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How Steven Hoggett finds the movement in every body

Movement director Steven Hoggett is earning kudos for the startlingly original ways he helps actors and dancers move their bodies.

Joan Marcus

It was Black Watch, the National Theatre of Scotland's hit about the experiences of a Scottish regiment in the Iraq War, that brought Steven Hoggett's brand of physical theatre to worldwide attention. Since then, the British movement director has found surprise success on Broadway, earning kudos for the startlingly original ways he's helped actors and dancers move their bodies in shows such as American Idiot, Peter and the Starcatcher and the upcoming Rocky: The Musical.

Once, the 2012 Tony-winning show about a musical romance between two songwriters in Dublin, arrives in Toronto this week with the unforgettable, dream-like choreography that I wrote in my review from New York "doesn't try to knock you off your feet Broadway-style, but gently sweeps you off them." Hoggett, 41, spoke with The Globe and Mail over the phone from New York.

I read in an interview that you found it more challenging to come up with choreography for Once than for Black Watch (which won a 2009 Dora Award for outstanding touring production). Why is that?

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Once is really about people who don't express very much … If you watch the film [the musical is based on], they don't move, they don't dance, they don't use their bodies at all. The point is that they can't – the music does it for them. Whereas something like Black Watch, there were a lot of very obvious ways in which physicality is what the soldiers' world is about.

How did you get around that, then?

We did two workshops – and in the first one, we tried creating a sub-story between the scenes where we would track the life of a relationship. It all looked completely wrong and so I went for the approach of thinking the other way around about choreography – to the idea of stillness. How small can it be.

You are the co-founder of the U.K. indie theatre company Frantic Assembly, which does movement theatre like Canada's Theatre Smith-Gilmour or Theatre Rusticle rather than dance theatre. Is that what makes your work on musicals so different?

I guess so. With Frantic Assembly, it was never about making choreography – we always work from the text. For me, even if it's a musical, it tends to be about character or story or song lyrics. I tend to work with a score on the page.

Do you have any dance training at all?

When we formed Frantic in the mid-nineties, every time we made a brand-new show, we'd bring in a choreographer to teach us their particular school or style. I did get an education, but it was very much vocational. It wasn't in an academic environment or a structured school.

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The work you did with Frantic was all devised with the actors. Is it the same with your work on Broadway?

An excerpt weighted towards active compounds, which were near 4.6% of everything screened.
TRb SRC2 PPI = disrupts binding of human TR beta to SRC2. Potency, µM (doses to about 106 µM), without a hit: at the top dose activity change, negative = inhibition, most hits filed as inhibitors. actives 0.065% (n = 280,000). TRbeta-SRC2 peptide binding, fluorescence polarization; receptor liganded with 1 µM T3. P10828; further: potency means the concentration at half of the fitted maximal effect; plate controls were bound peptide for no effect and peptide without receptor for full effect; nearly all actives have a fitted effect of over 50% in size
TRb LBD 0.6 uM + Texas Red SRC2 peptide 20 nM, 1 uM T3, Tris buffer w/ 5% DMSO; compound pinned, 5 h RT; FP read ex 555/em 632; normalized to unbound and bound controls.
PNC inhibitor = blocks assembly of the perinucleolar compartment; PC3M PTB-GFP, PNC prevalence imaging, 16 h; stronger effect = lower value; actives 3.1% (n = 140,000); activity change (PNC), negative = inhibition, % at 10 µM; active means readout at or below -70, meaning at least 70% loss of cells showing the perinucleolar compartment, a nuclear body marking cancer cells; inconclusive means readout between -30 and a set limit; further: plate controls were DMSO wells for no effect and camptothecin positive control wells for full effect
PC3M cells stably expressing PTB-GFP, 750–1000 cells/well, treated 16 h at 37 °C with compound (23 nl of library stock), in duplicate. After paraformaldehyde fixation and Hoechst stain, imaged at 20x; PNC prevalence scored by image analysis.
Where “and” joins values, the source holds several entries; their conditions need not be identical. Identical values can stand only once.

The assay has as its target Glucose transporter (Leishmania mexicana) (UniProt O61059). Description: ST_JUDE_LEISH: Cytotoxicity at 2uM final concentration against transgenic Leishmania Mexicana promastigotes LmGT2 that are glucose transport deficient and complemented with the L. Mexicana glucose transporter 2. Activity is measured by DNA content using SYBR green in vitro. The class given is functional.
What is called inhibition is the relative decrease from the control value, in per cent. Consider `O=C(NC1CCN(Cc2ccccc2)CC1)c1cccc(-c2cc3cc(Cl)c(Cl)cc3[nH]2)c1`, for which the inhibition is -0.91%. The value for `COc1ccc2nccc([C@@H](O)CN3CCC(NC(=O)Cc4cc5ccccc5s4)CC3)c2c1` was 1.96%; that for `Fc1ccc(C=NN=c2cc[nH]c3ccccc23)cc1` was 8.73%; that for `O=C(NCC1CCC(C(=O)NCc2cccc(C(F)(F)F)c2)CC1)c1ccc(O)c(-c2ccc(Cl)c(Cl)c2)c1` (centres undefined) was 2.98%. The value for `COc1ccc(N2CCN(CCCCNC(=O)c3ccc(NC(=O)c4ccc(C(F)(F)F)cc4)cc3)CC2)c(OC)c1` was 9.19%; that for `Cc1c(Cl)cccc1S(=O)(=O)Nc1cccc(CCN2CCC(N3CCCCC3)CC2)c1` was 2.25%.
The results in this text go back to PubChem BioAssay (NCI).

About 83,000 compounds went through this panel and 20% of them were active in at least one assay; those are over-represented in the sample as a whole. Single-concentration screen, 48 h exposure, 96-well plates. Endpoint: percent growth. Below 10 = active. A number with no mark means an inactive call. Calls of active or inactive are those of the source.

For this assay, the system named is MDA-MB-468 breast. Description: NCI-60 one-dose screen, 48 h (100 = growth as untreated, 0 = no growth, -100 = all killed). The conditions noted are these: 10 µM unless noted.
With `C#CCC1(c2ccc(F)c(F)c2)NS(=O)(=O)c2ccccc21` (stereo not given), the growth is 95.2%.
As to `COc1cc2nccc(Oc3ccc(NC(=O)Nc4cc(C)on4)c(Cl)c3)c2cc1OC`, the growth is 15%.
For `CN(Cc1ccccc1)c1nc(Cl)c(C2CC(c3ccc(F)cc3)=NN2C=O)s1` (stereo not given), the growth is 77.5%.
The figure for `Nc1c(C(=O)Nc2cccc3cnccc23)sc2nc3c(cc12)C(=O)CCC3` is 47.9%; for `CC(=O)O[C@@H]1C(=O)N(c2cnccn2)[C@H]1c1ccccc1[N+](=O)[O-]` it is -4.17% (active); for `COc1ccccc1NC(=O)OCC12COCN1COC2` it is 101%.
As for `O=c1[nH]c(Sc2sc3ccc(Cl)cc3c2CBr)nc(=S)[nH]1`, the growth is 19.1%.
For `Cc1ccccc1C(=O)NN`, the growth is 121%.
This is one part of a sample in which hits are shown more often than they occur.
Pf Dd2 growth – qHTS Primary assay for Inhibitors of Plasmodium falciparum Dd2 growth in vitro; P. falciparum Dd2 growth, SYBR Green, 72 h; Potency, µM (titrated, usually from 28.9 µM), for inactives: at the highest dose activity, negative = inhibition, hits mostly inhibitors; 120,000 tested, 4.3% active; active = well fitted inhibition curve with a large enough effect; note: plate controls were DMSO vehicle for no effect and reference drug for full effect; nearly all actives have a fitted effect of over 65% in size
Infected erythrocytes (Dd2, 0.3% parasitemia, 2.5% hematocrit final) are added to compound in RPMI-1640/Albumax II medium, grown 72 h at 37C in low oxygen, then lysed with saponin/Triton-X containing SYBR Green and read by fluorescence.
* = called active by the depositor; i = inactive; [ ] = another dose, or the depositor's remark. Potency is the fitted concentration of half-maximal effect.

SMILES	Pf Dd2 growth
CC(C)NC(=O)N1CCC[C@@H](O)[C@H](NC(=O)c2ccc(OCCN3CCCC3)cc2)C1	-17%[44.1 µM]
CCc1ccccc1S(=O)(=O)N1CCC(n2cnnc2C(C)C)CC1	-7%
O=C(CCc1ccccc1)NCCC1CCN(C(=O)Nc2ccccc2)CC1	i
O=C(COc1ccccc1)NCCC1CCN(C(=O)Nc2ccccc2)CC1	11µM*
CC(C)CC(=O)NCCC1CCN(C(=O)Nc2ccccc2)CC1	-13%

Yeah, I don't make the material until I'm in the rehearsal room. Until I've met the actors, I don't know what we're going to do – and then I build on their bodies. Those actors have to perform the movement, rather than just dance it. I don't refer to them as dancers.

It is harder to work that way now that you're involved with these big productions?

It's not actually. Director Michael Mayer was the first to give me a job here in America, on American Idiot. He asked me what my process normally was and said, "I don't think you need to change to work on this." If you asked me four years ago if would I be doing this, I'd say absolutely not. I didn't really know – I assumed it was all traditional show-stoppers. I do feel that directors are becoming more adventurous in how they think about choreography and choreographers.

It's great to see a different aesthetic in musical theatre. For a while, it was about choreography that was bigger, more athletic, more extreme – you've managed to be very successful in dialling it back.

Part of the success of Once is that it came the year after all the bombast and spectacle of Spider-Man. This is how culture works, how popular taste works. Once you've had the excess of something like that, maybe what you want next is something lo-fi and small, very human and quiet and emotional. In a couple of years, we might want something explosive again.

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Speaking of, I was recently in Hamburg and saw your work on Rocky: The Musical, which opens in New York in February. How did you make the Rocky Balboa/Apollo Creed bout look so much more realistic than most stage fights?

Partly, it's because they are able to hit each other. It's about tensing the body, but not completely, so there's some absorption. It sounds perverse, but you are actually softening the punch by moving towards it and trying to wrap that part of your body around it.

Follow me on Twitter: @nestruck

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About the Author
Theatre critic

J. Kelly Nestruck is The Globe's theatre critic. More


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